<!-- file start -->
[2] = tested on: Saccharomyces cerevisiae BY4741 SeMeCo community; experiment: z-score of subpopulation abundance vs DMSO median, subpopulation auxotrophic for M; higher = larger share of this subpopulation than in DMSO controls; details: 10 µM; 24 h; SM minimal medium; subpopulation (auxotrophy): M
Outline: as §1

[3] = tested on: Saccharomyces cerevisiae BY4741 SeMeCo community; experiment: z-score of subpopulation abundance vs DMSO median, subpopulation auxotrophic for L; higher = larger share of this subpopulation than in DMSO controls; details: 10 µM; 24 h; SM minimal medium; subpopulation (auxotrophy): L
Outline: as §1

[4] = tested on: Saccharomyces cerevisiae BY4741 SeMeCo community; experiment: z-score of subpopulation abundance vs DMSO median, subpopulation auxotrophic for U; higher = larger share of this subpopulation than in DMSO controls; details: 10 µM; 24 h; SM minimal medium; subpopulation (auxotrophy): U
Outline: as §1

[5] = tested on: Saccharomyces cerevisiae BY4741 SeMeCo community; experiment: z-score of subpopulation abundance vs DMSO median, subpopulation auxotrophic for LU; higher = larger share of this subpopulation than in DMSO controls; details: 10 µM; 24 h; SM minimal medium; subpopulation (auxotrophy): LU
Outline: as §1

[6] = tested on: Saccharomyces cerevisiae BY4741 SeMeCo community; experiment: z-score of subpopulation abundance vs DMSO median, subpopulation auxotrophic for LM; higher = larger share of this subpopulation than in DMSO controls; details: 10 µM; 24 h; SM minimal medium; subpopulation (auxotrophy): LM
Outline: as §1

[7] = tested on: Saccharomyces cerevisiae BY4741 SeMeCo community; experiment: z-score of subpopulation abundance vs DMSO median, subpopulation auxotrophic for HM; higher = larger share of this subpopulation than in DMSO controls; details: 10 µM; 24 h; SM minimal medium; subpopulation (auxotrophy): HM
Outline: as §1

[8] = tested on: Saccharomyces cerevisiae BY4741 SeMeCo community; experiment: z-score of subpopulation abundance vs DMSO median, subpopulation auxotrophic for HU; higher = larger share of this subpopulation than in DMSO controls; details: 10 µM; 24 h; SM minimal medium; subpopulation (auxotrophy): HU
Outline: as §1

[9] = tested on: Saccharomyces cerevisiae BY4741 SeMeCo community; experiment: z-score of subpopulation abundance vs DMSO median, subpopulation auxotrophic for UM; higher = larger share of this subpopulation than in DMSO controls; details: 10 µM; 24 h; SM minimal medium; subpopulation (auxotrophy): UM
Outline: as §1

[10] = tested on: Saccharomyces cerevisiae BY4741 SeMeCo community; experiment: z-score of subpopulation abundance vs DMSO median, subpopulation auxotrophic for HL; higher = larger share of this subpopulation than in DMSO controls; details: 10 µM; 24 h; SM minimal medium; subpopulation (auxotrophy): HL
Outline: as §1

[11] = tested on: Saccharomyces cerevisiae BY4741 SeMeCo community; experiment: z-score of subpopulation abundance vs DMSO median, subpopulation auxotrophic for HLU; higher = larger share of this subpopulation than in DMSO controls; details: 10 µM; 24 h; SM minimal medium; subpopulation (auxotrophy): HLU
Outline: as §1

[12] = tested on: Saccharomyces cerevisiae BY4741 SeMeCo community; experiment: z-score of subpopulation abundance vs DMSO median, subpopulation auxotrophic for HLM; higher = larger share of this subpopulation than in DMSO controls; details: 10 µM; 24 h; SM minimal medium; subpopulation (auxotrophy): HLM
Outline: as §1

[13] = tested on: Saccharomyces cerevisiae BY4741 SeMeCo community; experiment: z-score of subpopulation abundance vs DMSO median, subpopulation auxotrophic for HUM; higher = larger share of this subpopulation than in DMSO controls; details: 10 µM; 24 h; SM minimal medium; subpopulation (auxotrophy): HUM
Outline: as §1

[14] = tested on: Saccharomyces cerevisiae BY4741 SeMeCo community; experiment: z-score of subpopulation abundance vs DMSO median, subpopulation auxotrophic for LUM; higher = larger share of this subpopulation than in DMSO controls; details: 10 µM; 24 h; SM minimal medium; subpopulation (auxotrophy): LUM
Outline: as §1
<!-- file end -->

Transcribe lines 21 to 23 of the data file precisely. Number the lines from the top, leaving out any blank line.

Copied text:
[12] = tested on: Saccharomyces cerevisiae BY4741 SeMeCo community; experiment: z-score of subpopulation abundance vs DMSO median, subpopulation auxotrophic for HLM; higher = larger share of this subpopulation than in DMSO controls; details: 10 µM; 24 h; SM minimal medium; subpopulation (auxotrophy): HLM
Outline: as §1

[13] = tested on: Saccharomyces cerevisiae BY4741 SeMeCo community; experiment: z-score of subpopulation abundance vs DMSO median, subpopulation auxotrophic for HUM; higher = larger share of this subpopulation than in DMSO controls; details: 10 µM; 24 h; SM minimal medium; subpopulation (auxotrophy): HUM